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In issuing a THIRD GALLERY OF PORTRAITS, the Author has a few preliminary statements and explanations to make.

Ist, He is aware that some of his friends have of late begrudged the time he has been devoting to periodical writinga time which they think might be better employed in inde. pendent works. To them he would reply, that he is employed, slowly, but regularly, in constructing a work on our present

an entirely different kind from any of his preceding, and which aim, at least, at paullo majora than many of his writings in the Magazines and Reviews; and that so many are the demands made upon his pen, by the editors and proprietors of journals, that without a greater faculty of saying “No” than he possesses, he could not altogether avoid compliance with their importunities. The day of a dignified withdrawal from that arena, and of an entire devotion to weightier and more congenial matters, may arrive.

2d, He is induced to send forth the following volume for

his hands, to an amount which renders a selection from them

and as many of his friends have only the opportunity of meeting with him in one or two of the five or six periodicals where he writes, it has occurred to him, and the idea has been confirmed by others, that a book containing the cream—if he may so call it—of his diversified lucubrations, might not be unacceptable to them.

3d, His aim in this volume has been to secure the two elements of variety, and of patness to the moment. The sketches here collected are many of them short—they include notices of the most diverse varieties of mind: from a Shakspere to a Spalding—from an Æschylus to a Neale—from a Chalmers to a Marat; they invite special attention to some of those rising poets, whom the Author is proud to say he has been able somewhat to aid in their generous aspirations; and they seek to cast a frail garland on the graves of such illustrious men, and so recently removed, as Delta and Wilson. Should the charges of shortness and slightness be urged against some of these essays, he can only point, on the other hand, to the papers on “Napoleon,” “Macaulay,” “Burke,” “Bulwer,” “Henry Rogers,” “Prometheus,” “Shakspere," and two or three others, as not certainly exposed to the latter of these accusations—if to either. He has reprinted one paper-on “Smibert and the Highlands ”—which is more descriptive than critical, partly from a feeling of sympathy with the author, who is, alas! no more, and partly from a personal interest in the subject, which, besides, tends somewhat more to diversify the book.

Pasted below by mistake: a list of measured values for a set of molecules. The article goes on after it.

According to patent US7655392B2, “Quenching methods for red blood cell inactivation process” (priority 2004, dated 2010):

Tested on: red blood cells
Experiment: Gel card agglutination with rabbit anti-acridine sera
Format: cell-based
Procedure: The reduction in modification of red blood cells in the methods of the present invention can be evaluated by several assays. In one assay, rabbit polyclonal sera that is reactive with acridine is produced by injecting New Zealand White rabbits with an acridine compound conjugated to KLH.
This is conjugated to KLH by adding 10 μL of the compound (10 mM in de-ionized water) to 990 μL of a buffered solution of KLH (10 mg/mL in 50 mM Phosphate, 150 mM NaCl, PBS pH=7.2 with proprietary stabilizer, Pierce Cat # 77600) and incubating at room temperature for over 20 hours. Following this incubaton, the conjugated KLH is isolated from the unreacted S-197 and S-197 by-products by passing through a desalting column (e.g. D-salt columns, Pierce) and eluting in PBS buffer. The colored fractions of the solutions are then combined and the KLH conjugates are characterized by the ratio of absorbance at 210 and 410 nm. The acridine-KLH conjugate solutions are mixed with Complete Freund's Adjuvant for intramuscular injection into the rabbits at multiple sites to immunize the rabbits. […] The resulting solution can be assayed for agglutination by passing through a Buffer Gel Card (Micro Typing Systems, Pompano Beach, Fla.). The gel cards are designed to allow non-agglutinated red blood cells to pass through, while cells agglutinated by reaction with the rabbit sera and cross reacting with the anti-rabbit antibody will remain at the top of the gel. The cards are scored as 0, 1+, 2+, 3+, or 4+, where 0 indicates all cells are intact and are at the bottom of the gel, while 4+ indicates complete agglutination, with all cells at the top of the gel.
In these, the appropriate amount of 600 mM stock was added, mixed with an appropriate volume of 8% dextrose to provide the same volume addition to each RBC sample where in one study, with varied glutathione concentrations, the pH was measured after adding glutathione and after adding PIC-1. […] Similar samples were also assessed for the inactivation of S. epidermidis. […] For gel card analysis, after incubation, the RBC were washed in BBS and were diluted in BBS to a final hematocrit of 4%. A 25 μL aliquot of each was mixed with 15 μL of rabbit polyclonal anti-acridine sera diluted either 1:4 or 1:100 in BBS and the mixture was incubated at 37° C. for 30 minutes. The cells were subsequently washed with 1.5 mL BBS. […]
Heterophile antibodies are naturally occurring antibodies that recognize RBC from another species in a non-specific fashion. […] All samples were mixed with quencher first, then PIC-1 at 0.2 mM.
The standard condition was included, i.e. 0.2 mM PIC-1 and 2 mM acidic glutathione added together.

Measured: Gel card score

4th, The careful reader will notice in this new volume, a striking diversity from its companion Galleries in one important particular-he means, a certain change in his spirit, tone, and language toward the celebrated men who at present lead the armies of Modern Scepticism. This change has repeatedly been charged against him, and ascribed to motives of a personal and unworthy kind. Such motives he distinctly and strongly disclaims. With these men he was never intimate; their opinions he never held; of their present estimate of, or feelings toward himself he knows and cares nothing; but he is willing to grant that the longer he has read their works, and watched the tendency of their opinions, the more profoundly has he been im

light or good from such sources, and of the extremely pernicious influences which they, wittingly or not, have exerted, and are still exerting, upon the mind of this country. Those who will take the trouble of reading his papers on “ Carlyle's Sterling” and “Emerson ” will understand what he means. He has not, in the new edition of his preceding works, suppressed his former expressions of admiration for these men—let them stand—because they were sincere at the time—because they may serve hereafter as landmarks in his own progress-because they never commend the sentiments, but only laud too much the spirit, the intentions, and perhaps the genius of these writers and because the very energy and earnestness of these laudations will prove, that nothing but a very strong cause, and a very profound conviction, could have made him recoil from them! To absolute consistency he does not pretend; to honesty—to progress—and to fidelity in his words to his thoughts, he does, and ever did. This will, and must account, too, for his altered tone in reference to the literary merits of some writers whom he had sketched before. His mind no

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